In this article, Colin Angus asks the question whether or not it is better to ask permission or beg forgiveness while setting up camp. He weighs the pros and cons of what he calls "stealth camping", and explains his point of view using several anecdotal examples, which not only further his case, but also provide entertainment value, as they are interesting stories.
Angus explains that he prefers free-camping: setting up your tent wherever you like, as opposed to on a campsite, where you might be annoyed by other campers, vehicles, and other such distractions. He says that it really is a hassle to track down landowners to ask permission, so it's wiser to follow a few guidelines and go unnoticed. For example, he stresses the importance of leaving absolutely no trace of your stay. This could mean picking up trash, not setting up a fire, and not disrupting the land in anyway. He has camped in farmers' fields before, and mentions how important it is to watch out for crops. By following these rules, he and his wife have tented in many locations, such as fields, forests, riverbanks, a military firing range, and even inside a restaurant.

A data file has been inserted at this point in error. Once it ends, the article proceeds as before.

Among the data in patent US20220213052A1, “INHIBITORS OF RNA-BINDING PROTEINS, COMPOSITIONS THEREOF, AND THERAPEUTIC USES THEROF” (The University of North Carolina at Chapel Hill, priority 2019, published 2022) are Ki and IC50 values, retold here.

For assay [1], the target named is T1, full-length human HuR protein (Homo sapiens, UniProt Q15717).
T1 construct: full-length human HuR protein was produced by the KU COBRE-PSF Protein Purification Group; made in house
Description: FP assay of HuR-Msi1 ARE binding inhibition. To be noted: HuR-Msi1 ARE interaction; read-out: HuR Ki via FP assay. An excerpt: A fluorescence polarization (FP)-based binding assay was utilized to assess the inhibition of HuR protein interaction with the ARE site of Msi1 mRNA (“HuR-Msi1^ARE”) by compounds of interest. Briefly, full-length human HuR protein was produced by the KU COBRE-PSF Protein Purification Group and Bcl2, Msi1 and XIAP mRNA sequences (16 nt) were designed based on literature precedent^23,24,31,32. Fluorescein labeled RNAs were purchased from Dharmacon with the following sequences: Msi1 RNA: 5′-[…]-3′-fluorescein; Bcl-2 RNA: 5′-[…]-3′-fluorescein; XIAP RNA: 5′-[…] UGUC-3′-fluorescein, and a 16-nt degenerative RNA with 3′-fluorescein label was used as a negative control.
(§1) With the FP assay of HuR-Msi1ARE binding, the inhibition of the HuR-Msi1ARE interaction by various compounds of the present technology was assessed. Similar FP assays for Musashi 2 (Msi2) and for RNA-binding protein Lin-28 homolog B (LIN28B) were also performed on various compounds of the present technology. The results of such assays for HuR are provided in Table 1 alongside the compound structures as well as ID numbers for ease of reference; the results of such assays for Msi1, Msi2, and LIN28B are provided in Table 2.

I gave this article five stars because it was very interesting to read, and sparked an interest in this kind of camping for me. It is very well written, and I hope to hear more about Colin Angus's adventures in the future.
Angus, Colin. "Clandestine Camping." Explore Spring 2013: 36.